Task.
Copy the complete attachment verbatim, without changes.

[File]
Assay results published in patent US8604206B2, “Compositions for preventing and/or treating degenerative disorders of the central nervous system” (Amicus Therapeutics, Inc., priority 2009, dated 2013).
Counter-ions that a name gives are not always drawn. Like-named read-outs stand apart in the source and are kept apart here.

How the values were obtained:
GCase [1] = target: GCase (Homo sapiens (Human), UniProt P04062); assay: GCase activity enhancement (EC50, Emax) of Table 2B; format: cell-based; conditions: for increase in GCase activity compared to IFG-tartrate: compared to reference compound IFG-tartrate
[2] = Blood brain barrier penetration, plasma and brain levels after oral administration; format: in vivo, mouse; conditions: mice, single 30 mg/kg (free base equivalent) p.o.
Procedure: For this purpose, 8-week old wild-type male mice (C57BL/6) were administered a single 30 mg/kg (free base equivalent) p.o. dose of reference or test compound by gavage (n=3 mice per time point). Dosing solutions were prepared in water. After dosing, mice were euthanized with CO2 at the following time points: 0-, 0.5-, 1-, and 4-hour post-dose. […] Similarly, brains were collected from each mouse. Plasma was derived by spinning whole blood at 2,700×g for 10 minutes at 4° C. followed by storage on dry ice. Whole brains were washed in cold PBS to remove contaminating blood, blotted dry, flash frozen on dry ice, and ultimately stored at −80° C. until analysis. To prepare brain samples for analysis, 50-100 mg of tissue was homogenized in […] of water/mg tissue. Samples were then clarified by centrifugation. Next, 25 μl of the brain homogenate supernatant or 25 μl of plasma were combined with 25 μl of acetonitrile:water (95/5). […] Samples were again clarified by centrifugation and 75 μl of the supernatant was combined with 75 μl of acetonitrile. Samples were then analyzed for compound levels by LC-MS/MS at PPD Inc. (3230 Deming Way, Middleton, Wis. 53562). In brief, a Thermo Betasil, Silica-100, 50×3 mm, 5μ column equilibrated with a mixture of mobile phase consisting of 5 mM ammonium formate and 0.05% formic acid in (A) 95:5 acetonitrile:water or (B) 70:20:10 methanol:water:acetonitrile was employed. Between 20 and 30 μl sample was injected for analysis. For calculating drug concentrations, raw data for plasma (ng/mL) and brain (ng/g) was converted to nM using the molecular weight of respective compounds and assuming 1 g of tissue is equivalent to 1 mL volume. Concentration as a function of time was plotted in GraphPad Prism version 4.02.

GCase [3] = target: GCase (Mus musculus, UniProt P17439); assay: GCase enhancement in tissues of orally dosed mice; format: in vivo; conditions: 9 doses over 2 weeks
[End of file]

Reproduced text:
Assay results published in patent US8604206B2, “Compositions for preventing and/or treating degenerative disorders of the central nervous system” (Amicus Therapeutics, Inc., priority 2009, dated 2013).
Counter-ions that a name gives are not always drawn. Like-named read-outs stand apart in the source and are kept apart here.

How the values were obtained:
GCase [1] = target: GCase (Homo sapiens (Human), UniProt P04062); assay: GCase activity enhancement (EC50, Emax) of Table 2B; format: cell-based; conditions: for increase in GCase activity compared to IFG-tartrate: compared to reference compound IFG-tartrate
[2] = Blood brain barrier penetration, plasma and brain levels after oral administration; format: in vivo, mouse; conditions: mice, single 30 mg/kg (free base equivalent) p.o.
Procedure: For this purpose, 8-week old wild-type male mice (C57BL/6) were administered a single 30 mg/kg (free base equivalent) p.o. dose of reference or test compound by gavage (n=3 mice per time point). Dosing solutions were prepared in water. After dosing, mice were euthanized with CO2 at the following time points: 0-, 0.5-, 1-, and 4-hour post-dose. […] Similarly, brains were collected from each mouse. Plasma was derived by spinning whole blood at 2,700×g for 10 minutes at 4° C. followed by storage on dry ice. Whole brains were washed in cold PBS to remove contaminating blood, blotted dry, flash frozen on dry ice, and ultimately stored at −80° C. until analysis. To prepare brain samples for analysis, 50-100 mg of tissue was homogenized in […] of water/mg tissue. Samples were then clarified by centrifugation. Next, 25 μl of the brain homogenate supernatant or 25 μl of plasma were combined with 25 μl of acetonitrile:water (95/5). […] Samples were again clarified by centrifugation and 75 μl of the supernatant was combined with 75 μl of acetonitrile. Samples were then analyzed for compound levels by LC-MS/MS at PPD Inc. (3230 Deming Way, Middleton, Wis. 53562). In brief, a Thermo Betasil, Silica-100, 50×3 mm, 5μ column equilibrated with a mixture of mobile phase consisting of 5 mM ammonium formate and 0.05% formic acid in (A) 95:5 acetonitrile:water or (B) 70:20:10 methanol:water:acetonitrile was employed. Between 20 and 30 μl sample was injected for analysis. For calculating drug concentrations, raw data for plasma (ng/mL) and brain (ng/g) was converted to nM using the molecular weight of respective compounds and assuming 1 g of tissue is equivalent to 1 mL volume. Concentration as a function of time was plotted in GraphPad Prism version 4.02.

GCase [3] = target: GCase (Mus musculus, UniProt P17439); assay: GCase enhancement in tissues of orally dosed mice; format: in vivo; conditions: 9 doses over 2 weeks